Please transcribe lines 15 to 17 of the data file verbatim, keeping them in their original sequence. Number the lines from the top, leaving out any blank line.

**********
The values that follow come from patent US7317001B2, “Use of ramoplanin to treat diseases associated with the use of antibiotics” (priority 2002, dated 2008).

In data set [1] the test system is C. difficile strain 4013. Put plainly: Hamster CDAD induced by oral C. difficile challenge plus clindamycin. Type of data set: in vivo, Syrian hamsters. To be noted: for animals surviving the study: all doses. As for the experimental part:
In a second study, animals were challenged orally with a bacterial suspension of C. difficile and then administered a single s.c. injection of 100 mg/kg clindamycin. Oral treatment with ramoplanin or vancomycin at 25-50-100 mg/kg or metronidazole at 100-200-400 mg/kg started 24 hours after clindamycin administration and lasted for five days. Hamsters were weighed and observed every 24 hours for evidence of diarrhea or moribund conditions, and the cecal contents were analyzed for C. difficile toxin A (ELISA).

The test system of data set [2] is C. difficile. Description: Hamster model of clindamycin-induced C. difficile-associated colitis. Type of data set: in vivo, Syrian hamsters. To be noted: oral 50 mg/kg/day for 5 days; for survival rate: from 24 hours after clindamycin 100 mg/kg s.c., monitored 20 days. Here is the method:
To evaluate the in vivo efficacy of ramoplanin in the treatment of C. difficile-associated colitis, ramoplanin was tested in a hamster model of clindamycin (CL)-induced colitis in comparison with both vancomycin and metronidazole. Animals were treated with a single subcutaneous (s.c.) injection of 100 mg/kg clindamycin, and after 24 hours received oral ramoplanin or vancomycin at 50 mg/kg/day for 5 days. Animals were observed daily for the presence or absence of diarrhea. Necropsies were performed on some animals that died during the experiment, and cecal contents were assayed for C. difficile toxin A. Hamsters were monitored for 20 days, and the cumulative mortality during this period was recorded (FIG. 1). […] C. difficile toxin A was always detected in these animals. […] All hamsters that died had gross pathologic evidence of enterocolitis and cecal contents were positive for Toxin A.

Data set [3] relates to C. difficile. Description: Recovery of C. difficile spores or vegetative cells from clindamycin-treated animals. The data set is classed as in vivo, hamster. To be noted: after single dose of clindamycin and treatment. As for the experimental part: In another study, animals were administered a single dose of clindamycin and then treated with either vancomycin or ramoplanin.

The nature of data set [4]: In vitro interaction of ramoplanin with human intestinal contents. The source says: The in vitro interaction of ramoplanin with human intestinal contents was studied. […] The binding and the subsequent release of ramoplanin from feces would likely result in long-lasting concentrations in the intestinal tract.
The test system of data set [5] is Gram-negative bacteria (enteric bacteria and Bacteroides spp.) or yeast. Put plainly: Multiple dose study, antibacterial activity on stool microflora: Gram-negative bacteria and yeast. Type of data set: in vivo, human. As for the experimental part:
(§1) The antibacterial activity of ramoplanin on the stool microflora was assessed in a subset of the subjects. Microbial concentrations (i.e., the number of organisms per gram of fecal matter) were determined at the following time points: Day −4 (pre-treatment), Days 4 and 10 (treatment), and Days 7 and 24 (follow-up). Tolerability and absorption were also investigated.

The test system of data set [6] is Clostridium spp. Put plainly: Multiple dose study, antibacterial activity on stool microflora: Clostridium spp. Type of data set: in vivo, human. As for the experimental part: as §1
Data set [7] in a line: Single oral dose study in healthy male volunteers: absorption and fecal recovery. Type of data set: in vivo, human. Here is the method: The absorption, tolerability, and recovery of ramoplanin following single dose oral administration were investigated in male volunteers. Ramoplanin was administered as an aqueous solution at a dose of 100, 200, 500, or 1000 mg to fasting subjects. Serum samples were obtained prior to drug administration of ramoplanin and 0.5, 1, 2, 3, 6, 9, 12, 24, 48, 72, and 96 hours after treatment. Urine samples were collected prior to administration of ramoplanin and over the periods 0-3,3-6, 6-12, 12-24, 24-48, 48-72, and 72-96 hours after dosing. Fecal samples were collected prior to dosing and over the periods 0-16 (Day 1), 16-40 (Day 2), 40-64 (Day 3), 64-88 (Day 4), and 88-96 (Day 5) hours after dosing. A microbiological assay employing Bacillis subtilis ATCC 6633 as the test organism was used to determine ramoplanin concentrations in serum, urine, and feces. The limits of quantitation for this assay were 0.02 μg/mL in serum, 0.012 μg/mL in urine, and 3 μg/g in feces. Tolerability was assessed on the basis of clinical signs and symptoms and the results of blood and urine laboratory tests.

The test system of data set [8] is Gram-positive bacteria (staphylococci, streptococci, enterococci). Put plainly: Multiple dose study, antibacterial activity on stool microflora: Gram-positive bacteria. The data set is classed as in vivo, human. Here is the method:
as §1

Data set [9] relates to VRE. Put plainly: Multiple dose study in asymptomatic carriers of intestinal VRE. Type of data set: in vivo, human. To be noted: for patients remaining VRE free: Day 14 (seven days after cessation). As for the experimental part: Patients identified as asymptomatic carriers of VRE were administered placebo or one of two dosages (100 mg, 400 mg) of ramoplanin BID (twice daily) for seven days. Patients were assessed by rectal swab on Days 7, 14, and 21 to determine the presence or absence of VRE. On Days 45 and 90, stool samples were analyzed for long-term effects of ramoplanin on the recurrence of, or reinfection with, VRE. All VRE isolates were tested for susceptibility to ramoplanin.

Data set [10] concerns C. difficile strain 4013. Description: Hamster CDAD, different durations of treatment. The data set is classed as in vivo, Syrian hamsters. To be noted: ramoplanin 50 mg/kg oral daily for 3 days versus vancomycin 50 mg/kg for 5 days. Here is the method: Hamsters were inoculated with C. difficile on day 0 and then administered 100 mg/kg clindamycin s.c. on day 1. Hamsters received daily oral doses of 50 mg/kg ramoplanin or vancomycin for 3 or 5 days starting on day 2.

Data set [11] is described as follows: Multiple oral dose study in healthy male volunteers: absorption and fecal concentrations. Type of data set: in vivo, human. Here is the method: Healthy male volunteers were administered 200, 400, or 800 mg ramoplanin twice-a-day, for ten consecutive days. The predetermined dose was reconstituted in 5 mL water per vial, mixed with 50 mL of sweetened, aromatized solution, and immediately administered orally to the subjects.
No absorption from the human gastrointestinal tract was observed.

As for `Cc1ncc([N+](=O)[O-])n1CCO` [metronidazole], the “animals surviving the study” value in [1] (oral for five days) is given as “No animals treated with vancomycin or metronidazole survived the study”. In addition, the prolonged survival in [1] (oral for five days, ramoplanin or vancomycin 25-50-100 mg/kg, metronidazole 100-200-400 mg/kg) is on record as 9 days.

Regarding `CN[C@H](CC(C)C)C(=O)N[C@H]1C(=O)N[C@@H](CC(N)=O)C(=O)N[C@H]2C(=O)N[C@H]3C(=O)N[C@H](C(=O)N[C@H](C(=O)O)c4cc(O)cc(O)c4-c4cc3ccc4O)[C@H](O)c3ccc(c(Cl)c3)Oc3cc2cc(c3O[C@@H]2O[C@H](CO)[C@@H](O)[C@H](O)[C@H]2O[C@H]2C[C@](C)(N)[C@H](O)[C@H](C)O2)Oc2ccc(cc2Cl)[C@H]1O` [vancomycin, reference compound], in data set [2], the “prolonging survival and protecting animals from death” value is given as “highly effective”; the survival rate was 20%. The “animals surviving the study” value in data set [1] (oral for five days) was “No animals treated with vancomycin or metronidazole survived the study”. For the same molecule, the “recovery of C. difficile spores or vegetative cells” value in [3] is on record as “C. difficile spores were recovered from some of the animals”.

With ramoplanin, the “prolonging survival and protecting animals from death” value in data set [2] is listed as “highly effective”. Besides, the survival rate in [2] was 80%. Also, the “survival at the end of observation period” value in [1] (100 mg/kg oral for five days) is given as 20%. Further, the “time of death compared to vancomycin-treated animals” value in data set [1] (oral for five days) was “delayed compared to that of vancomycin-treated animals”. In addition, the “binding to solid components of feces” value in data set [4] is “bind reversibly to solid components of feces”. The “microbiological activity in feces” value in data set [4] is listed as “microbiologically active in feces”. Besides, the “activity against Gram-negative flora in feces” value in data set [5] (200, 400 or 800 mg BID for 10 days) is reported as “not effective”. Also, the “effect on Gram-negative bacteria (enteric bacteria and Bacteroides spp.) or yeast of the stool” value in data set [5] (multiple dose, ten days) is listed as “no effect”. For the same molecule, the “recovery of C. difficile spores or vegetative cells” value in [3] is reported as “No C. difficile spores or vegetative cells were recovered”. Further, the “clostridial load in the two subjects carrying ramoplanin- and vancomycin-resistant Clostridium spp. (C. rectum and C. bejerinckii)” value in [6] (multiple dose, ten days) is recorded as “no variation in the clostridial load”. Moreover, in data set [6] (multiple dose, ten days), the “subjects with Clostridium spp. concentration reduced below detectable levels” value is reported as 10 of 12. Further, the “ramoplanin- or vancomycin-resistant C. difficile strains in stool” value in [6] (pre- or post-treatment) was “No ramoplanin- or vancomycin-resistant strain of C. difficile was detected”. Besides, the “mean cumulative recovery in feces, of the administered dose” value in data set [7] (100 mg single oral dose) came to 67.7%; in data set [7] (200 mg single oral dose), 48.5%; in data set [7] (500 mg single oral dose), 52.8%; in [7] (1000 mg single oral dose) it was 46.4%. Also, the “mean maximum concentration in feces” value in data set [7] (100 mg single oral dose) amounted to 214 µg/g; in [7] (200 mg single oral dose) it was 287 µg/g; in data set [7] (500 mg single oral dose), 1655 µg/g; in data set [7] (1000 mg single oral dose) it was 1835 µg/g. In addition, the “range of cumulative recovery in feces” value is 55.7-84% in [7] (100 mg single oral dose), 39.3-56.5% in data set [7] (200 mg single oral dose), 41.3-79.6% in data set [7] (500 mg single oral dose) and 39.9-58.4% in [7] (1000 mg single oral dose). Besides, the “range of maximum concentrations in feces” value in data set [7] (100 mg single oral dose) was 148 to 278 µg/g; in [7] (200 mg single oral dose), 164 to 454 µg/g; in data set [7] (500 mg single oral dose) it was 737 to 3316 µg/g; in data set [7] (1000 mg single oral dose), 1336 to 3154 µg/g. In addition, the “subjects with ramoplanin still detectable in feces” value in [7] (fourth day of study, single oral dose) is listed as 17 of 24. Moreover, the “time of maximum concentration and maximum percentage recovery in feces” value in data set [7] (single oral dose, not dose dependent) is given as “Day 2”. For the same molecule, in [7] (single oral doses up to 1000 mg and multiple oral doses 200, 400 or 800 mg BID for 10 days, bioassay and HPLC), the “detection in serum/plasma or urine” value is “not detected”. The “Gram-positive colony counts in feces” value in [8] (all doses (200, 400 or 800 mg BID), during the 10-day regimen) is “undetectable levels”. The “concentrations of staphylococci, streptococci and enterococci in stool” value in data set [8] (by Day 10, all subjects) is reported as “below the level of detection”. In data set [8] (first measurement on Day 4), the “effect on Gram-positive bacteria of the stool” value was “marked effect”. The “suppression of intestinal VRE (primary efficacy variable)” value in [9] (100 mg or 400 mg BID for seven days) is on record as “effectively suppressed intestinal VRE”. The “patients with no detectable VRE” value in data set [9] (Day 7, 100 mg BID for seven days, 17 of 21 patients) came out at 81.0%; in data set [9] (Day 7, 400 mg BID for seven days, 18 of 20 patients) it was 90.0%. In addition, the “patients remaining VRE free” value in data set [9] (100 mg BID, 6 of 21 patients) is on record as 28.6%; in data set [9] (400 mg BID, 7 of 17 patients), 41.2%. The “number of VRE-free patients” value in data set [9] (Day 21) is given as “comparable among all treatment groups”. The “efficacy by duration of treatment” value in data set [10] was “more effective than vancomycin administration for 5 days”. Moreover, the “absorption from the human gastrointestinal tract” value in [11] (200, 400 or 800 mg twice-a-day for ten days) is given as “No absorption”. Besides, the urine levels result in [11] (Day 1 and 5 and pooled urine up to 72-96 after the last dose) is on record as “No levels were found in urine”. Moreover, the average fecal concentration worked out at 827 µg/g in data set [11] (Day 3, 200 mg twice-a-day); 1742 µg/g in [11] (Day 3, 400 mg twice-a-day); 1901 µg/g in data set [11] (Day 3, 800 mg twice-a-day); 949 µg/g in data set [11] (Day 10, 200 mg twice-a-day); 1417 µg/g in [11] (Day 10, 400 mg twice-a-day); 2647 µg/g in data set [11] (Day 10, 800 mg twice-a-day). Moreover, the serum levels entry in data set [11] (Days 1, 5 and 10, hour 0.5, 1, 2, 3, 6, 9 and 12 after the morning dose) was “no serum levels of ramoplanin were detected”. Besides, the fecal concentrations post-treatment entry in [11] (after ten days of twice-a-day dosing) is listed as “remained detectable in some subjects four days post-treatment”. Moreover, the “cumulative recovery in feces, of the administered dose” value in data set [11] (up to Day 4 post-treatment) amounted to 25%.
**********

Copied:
Data set [10] concerns C. difficile strain 4013. Description: Hamster CDAD, different durations of treatment. The data set is classed as in vivo, Syrian hamsters. To be noted: ramoplanin 50 mg/kg oral daily for 3 days versus vancomycin 50 mg/kg for 5 days. Here is the method: Hamsters were inoculated with C. difficile on day 0 and then administered 100 mg/kg clindamycin s.c. on day 1. Hamsters received daily oral doses of 50 mg/kg ramoplanin or vancomycin for 3 or 5 days starting on day 2.

Data set [11] is described as follows: Multiple oral dose study in healthy male volunteers: absorption and fecal concentrations. Type of data set: in vivo, human. Here is the method: Healthy male volunteers were administered 200, 400, or 800 mg ramoplanin twice-a-day, for ten consecutive days. The predetermined dose was reconstituted in 5 mL water per vial, mixed with 50 mL of sweetened, aromatized solution, and immediately administered orally to the subjects.
No absorption from the human gastrointestinal tract was observed.